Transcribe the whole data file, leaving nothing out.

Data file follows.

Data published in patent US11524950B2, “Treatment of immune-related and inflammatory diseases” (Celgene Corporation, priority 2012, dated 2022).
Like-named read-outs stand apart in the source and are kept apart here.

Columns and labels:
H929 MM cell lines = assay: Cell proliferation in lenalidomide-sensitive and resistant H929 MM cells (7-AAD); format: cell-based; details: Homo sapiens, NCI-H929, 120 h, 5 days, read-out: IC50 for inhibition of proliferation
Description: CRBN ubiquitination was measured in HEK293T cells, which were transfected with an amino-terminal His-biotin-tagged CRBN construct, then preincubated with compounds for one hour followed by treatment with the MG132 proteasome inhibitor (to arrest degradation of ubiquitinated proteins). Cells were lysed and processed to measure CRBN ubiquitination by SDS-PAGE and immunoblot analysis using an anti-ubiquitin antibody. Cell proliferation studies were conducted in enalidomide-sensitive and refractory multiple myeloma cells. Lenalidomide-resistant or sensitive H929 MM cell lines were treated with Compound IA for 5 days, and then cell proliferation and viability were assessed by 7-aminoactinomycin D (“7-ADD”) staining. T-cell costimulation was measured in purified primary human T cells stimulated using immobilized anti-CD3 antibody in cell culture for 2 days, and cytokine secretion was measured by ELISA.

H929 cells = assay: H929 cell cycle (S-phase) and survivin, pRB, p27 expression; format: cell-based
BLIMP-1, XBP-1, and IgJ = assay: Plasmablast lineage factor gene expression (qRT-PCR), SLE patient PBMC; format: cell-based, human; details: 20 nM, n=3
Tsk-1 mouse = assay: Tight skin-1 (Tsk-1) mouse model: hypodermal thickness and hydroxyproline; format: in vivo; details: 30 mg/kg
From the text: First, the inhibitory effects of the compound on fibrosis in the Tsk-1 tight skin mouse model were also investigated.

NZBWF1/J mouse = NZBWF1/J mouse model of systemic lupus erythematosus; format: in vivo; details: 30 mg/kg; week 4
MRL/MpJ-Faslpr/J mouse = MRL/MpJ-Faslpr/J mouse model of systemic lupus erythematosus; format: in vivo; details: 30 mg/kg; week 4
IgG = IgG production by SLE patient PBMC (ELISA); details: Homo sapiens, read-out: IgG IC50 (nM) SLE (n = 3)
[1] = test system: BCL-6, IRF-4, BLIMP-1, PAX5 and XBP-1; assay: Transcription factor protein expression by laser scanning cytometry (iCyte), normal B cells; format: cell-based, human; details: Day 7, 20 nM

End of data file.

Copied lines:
Data published in patent US11524950B2, “Treatment of immune-related and inflammatory diseases” (Celgene Corporation, priority 2012, dated 2022).
Like-named read-outs stand apart in the source and are kept apart here.

Columns and labels:
H929 MM cell lines = assay: Cell proliferation in lenalidomide-sensitive and resistant H929 MM cells (7-AAD); format: cell-based; details: Homo sapiens, NCI-H929, 120 h, 5 days, read-out: IC50 for inhibition of proliferation
Description: CRBN ubiquitination was measured in HEK293T cells, which were transfected with an amino-terminal His-biotin-tagged CRBN construct, then preincubated with compounds for one hour followed by treatment with the MG132 proteasome inhibitor (to arrest degradation of ubiquitinated proteins). Cells were lysed and processed to measure CRBN ubiquitination by SDS-PAGE and immunoblot analysis using an anti-ubiquitin antibody. Cell proliferation studies were conducted in enalidomide-sensitive and refractory multiple myeloma cells. Lenalidomide-resistant or sensitive H929 MM cell lines were treated with Compound IA for 5 days, and then cell proliferation and viability were assessed by 7-aminoactinomycin D (“7-ADD”) staining. T-cell costimulation was measured in purified primary human T cells stimulated using immobilized anti-CD3 antibody in cell culture for 2 days, and cytokine secretion was measured by ELISA.

H929 cells = assay: H929 cell cycle (S-phase) and survivin, pRB, p27 expression; format: cell-based
BLIMP-1, XBP-1, and IgJ = assay: Plasmablast lineage factor gene expression (qRT-PCR), SLE patient PBMC; format: cell-based, human; details: 20 nM, n=3
Tsk-1 mouse = assay: Tight skin-1 (Tsk-1) mouse model: hypodermal thickness and hydroxyproline; format: in vivo; details: 30 mg/kg
From the text: First, the inhibitory effects of the compound on fibrosis in the Tsk-1 tight skin mouse model were also investigated.

NZBWF1/J mouse = NZBWF1/J mouse model of systemic lupus erythematosus; format: in vivo; details: 30 mg/kg; week 4
MRL/MpJ-Faslpr/J mouse = MRL/MpJ-Faslpr/J mouse model of systemic lupus erythematosus; format: in vivo; details: 30 mg/kg; week 4
IgG = IgG production by SLE patient PBMC (ELISA); details: Homo sapiens, read-out: IgG IC50 (nM) SLE (n = 3)
[1] = test system: BCL-6, IRF-4, BLIMP-1, PAX5 and XBP-1; assay: Transcription factor protein expression by laser scanning cytometry (iCyte), normal B cells; format: cell-based, human; details: Day 7, 20 nM